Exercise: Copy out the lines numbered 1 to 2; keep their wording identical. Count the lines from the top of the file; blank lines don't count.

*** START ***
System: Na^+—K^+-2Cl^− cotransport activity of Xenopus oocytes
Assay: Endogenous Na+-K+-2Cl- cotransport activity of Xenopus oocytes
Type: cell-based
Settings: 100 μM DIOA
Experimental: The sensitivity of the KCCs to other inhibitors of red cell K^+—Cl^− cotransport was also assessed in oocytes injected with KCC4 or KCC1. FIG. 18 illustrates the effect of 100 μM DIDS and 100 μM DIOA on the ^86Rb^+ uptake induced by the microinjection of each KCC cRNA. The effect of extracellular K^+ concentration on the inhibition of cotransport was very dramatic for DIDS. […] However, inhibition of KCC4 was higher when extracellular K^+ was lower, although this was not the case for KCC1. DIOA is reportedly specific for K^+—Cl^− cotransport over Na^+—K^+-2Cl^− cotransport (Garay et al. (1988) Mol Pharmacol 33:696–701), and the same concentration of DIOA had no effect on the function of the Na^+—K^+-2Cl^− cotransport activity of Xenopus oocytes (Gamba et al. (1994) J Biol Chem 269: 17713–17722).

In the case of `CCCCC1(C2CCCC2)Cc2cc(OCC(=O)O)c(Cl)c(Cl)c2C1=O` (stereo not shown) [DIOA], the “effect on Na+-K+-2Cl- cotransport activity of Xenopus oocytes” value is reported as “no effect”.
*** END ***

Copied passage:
System: Na^+—K^+-2Cl^− cotransport activity of Xenopus oocytes
Assay: Endogenous Na+-K+-2Cl- cotransport activity of Xenopus oocytes